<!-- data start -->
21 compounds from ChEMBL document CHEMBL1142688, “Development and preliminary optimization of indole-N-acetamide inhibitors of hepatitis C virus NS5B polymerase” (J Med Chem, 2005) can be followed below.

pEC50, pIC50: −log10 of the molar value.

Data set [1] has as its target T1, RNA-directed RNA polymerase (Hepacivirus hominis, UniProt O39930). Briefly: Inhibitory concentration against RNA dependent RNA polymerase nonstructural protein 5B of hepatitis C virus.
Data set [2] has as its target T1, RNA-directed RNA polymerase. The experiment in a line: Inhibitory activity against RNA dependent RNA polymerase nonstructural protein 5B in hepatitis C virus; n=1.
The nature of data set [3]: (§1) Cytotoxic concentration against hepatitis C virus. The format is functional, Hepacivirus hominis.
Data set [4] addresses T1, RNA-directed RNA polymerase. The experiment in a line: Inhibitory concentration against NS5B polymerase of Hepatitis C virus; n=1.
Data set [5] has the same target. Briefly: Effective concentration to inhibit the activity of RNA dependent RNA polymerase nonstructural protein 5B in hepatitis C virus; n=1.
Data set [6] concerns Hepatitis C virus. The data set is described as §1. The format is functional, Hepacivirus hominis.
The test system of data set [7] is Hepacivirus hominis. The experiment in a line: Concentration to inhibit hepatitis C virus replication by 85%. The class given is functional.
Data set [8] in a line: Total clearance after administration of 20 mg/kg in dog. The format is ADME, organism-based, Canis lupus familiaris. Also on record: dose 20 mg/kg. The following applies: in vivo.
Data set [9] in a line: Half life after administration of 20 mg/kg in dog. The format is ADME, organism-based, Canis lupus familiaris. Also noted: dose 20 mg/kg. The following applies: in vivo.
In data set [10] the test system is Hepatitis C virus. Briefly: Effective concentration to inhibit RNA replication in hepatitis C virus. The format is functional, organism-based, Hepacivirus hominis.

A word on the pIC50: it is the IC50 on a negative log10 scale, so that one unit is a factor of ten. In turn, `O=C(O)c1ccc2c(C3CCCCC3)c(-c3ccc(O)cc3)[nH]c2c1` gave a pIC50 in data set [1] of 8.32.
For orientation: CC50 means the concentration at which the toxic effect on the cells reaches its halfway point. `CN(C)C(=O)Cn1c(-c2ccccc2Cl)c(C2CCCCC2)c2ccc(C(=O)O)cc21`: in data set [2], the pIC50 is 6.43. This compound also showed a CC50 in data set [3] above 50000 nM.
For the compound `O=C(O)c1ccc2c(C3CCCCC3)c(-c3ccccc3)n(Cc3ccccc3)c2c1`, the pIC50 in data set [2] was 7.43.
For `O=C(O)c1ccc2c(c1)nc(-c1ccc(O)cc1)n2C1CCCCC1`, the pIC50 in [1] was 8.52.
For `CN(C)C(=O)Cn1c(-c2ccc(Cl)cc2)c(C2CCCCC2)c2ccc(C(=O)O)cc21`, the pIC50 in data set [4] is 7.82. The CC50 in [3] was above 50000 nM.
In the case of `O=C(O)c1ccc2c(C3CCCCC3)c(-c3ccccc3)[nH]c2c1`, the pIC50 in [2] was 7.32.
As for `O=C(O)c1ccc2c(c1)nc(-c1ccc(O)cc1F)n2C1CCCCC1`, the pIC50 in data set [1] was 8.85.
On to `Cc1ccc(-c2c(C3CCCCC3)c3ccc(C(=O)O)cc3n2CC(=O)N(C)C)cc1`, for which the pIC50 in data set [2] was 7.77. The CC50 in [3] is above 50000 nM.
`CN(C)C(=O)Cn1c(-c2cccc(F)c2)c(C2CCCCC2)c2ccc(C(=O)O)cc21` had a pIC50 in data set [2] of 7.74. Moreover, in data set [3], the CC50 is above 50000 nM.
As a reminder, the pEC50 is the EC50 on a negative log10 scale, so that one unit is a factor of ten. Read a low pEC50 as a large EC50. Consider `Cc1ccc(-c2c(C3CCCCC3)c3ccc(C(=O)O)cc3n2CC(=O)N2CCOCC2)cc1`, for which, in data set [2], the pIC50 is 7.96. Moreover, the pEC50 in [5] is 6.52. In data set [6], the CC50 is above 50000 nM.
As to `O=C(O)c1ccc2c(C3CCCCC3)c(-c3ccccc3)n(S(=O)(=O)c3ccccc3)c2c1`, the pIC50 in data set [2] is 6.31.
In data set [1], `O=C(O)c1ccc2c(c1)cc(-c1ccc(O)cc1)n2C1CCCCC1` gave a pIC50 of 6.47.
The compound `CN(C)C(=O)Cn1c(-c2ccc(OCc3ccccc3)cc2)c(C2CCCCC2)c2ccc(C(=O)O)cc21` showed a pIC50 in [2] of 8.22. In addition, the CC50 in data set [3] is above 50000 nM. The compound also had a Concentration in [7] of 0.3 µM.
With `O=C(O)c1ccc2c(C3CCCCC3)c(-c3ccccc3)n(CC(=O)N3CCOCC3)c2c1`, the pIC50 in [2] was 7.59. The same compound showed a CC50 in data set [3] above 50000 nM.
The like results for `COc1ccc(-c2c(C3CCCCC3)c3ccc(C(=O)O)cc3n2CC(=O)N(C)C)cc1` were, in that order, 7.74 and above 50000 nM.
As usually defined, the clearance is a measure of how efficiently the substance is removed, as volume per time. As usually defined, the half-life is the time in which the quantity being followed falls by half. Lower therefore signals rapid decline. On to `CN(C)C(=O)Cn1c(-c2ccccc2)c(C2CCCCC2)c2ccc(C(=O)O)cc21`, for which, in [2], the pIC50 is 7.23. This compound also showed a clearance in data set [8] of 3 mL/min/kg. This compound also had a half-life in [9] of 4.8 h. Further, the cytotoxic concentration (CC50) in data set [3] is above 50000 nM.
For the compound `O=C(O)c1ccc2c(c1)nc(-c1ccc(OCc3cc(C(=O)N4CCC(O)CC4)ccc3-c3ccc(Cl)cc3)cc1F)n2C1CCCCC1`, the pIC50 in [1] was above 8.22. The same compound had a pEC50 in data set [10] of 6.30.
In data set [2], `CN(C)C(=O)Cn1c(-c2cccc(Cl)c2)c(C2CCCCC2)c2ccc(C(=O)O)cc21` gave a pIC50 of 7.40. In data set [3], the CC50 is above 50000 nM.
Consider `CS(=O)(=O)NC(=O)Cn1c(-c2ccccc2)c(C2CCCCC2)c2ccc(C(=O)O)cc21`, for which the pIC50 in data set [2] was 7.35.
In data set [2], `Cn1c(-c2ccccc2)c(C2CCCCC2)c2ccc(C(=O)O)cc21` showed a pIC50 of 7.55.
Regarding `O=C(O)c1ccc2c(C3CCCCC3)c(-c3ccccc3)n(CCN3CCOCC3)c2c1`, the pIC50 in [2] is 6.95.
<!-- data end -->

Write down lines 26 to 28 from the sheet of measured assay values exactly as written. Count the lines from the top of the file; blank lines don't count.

With `O=C(O)c1ccc2c(C3CCCCC3)c(-c3ccccc3)n(CC(=O)N3CCOCC3)c2c1`, the pIC50 in [2] was 7.59. The same compound showed a CC50 in data set [3] above 50000 nM.
The like results for `COc1ccc(-c2c(C3CCCCC3)c3ccc(C(=O)O)cc3n2CC(=O)N(C)C)cc1` were, in that order, 7.74 and above 50000 nM.
As usually defined, the clearance is a measure of how efficiently the substance is removed, as volume per time. As usually defined, the half-life is the time in which the quantity being followed falls by half. Lower therefore signals rapid decline. On to `CN(C)C(=O)Cn1c(-c2ccccc2)c(C2CCCCC2)c2ccc(C(=O)O)cc21`, for which, in [2], the pIC50 is 7.23. This compound also showed a clearance in data set [8] of 3 mL/min/kg. This compound also had a half-life in [9] of 4.8 h. Further, the cytotoxic concentration (CC50) in data set [3] is above 50000 nM.